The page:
Early days of Olongapo

Posted 11 months ago

Before Olongapo became deeply involved in naval military activities, it was just a little village with no more than a few hundred inhabitants who engaged in their small-scale fishing and farming activities. The hardy residents were predominantly simple folks unconcerned with what is happening beyond their community.

Olongapo was almost completely isolated from the rest of the province by the mountains of Zambales and remained insignificant and unknown for a time. It had no any sort of major industry to speak of; there were no roads to connect it with the other towns. The only way to reach it was by boat – just like so many inaccessible locales at the time.

The pre-Spanish village of Olongapo

When Olongapo was occupied by the Spaniards and made it a settlement of the Spanish Navy, the once-small village was set on a path of development that would forever change it. King Alfonso II’s royal decree in 1884 proclaimed Subic Bay as a Spanish stronghold in the Far East, primarily due to the advantages of the bay’s “uniform depth, wide waters and the protection from strong winds provided by the mountains on three sides.”

In 1885, the acknowledged founder of Olongapo Don Juan Bautista de Antiquiera oversaw the construction of permanent structures of the Spanish Arsenal including walls similar to those of fortified old Manila, a watchtower, a gate, several buildings and a railway connecting the hills of Olongapo and the seawalls and causeways.

A railway for the transportation of lumber was built across the swampy tidal flats. The Spaniards also removed thousands of tons of rock and dirt from Kalalake Hill on the south bank of the drainage canal to use as fill for these projects. It was said that in later years, the hill was so extensively excavated that the hill totally disappeared.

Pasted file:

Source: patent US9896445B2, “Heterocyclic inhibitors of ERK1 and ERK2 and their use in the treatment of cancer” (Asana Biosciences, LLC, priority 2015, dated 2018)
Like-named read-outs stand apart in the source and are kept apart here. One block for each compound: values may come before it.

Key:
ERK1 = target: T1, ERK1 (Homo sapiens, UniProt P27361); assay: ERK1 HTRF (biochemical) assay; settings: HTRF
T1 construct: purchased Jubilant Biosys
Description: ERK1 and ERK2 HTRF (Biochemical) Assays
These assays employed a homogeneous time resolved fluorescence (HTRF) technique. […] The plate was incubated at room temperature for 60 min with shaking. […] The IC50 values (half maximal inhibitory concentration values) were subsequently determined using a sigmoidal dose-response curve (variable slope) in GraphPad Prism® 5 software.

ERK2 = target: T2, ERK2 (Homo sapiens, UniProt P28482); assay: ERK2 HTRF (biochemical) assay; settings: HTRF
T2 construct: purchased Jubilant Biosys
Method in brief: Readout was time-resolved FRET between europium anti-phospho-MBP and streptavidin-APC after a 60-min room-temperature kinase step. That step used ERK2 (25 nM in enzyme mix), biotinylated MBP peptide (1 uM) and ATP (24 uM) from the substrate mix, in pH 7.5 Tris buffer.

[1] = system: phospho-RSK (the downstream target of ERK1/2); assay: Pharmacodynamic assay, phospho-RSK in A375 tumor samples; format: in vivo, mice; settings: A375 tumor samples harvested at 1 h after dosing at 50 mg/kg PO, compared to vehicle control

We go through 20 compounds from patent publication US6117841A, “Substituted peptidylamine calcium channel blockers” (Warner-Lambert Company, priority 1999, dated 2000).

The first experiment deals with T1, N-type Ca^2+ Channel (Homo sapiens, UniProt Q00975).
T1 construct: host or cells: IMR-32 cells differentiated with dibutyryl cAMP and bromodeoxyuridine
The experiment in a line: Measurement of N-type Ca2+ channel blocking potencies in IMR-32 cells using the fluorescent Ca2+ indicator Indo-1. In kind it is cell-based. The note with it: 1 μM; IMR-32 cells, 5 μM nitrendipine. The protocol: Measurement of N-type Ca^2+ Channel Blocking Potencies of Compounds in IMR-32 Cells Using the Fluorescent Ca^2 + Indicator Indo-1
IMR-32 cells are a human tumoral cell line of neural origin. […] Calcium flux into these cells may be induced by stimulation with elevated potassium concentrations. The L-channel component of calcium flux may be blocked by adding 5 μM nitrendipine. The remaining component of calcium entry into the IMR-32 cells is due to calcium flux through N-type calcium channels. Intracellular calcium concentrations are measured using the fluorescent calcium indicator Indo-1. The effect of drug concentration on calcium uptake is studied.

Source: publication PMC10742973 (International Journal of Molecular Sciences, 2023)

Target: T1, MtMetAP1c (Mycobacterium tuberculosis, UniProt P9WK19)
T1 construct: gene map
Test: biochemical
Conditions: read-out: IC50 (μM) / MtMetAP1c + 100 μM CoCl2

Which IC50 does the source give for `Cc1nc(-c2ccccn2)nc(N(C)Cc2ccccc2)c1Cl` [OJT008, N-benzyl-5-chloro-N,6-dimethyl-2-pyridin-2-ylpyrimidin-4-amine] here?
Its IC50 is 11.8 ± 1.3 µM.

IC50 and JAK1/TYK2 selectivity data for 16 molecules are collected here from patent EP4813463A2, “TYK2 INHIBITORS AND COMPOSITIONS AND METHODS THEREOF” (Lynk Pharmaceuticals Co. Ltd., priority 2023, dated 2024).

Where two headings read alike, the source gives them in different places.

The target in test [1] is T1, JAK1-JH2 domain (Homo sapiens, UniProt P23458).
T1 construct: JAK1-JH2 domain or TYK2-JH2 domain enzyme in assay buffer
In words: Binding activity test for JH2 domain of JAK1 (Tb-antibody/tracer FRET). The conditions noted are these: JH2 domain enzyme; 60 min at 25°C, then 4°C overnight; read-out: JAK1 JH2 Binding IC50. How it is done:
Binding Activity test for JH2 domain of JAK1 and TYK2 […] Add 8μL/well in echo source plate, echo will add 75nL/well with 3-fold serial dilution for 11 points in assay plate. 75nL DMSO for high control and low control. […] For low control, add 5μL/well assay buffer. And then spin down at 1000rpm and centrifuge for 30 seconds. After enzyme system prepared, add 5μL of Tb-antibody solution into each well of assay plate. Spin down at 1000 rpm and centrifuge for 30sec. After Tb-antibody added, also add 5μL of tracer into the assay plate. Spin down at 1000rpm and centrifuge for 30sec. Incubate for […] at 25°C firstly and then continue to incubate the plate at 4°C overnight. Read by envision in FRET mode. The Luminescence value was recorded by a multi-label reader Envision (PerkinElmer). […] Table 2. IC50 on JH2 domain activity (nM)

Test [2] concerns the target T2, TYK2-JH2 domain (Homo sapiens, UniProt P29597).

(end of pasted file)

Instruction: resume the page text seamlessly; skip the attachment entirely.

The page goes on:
With the construction of the Spanish Arsenal, the formerly small fishing village soon grew into a town. Construction in Olongapo was in accordance with the general Spanish pattern – a plaza formed the nucleus, around which were located schools and other civic buildings. The plaza of Olongapo at that time was located at what would later be called Tappan Park.

Within ten years, the Spaniards had erected walls and markers to fence off the arsenal from the civilian community. The Spanish Navy Yard occupied the entire area east of the Spanish Gate. Employing Filipino labor, they dredged the area and filled in low spots. They had shops and buildings erected. The Spanish government spent almost three decades developing the Naval Station.

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